mercury

  • Minding Your Mercury

    For those living in urban areas, and even many who don’t, environmental pollution is a persistent fact of life. We see it in the brown haze on the horizon, the black soot covering plowed snow, the multicolor sheen on waterways. But this is just some of the visible evidence—pollution lives a secret life as well.

    Solutions to mercury toxicity
    By Isaac Eliaz, MD, MS, LAc
  • 5 Tips for Eating Seafood Safely

    If you read health and diet magazines, you’ve probably learned that eating seafood is good for you. But is it possible to have too much of a good thing? Kelli M.

  • Mercury on the Rise

    Confession: I’m a nutritional Girl Scout, the kind of shopper who stands in the aisle squinting at food labels. When I was pregnant, I knew I was supposed to limit my intake of certain kinds of fish—no shark, swordfish, mackerel, or tuna—because they contain higher levels of mercury, which can harm developing fetuses.

    Protect yourself from this dangerous environmental poison.
    By Cara McDonald
  • Toxic Herbs?

    A recent study published in The Journal of the American Medical Association found heavy metals, including mercury, arsenic, and lead, in some ayurvedic herbs. The study tested two types of ayurvedic medicines—herbal only and rasa shastra. “Rasa shastra is an ancient science that uses metals and minerals in combination with herbs.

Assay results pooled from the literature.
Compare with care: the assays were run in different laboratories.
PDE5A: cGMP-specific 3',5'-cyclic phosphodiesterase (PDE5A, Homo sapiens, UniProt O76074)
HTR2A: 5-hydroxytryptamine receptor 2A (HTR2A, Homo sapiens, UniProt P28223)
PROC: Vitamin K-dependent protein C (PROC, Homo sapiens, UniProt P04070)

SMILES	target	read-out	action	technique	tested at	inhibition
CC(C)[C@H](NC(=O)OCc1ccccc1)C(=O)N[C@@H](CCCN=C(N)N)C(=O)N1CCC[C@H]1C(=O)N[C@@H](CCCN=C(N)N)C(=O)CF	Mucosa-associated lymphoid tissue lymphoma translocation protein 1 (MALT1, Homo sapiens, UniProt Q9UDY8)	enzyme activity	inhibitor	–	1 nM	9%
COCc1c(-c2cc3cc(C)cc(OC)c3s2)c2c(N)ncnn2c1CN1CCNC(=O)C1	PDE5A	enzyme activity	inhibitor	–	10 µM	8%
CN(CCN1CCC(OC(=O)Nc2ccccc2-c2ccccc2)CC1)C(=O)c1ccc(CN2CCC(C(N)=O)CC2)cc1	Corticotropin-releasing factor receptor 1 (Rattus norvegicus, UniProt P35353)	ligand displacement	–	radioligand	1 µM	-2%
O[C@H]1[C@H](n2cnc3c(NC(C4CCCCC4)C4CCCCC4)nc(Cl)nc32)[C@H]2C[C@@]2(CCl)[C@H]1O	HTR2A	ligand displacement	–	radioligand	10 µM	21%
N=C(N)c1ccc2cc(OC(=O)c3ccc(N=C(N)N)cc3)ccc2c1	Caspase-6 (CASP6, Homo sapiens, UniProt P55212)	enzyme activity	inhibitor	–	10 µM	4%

By Lindsay Wilson
  • ASk The Doctor: Mercury Exposure

    You bring up an excellent question, and I hear it at my clinic almost weekly. Your experience at the doctor’s office mirrors the typical approach to heavy-metal testing—if the physician tests you at all.

    My family doctor tested my blood for heavy-metal poisoning and told me he saw no sign of lead or mercury. I’ve since heard that the test he used may not be very accurate. Should I get retested?
    By Paul S. Anderson, ND
  • Ask The Doctor: Mercury Exposure

    You bring up an excellent question, and I hear it at my clinic almost weekly. Your experience at the doctor’s office mirrors the typical approach to heavy-metal testing—if the physician tests you at all.

    My family doctor tested my blood for heavy-metal poisoning and told me he saw no sign of lead or mercury. I’ve since heard that the test he used may not be very accurate. Should I get retested?
    By Paul S. Anderson, ND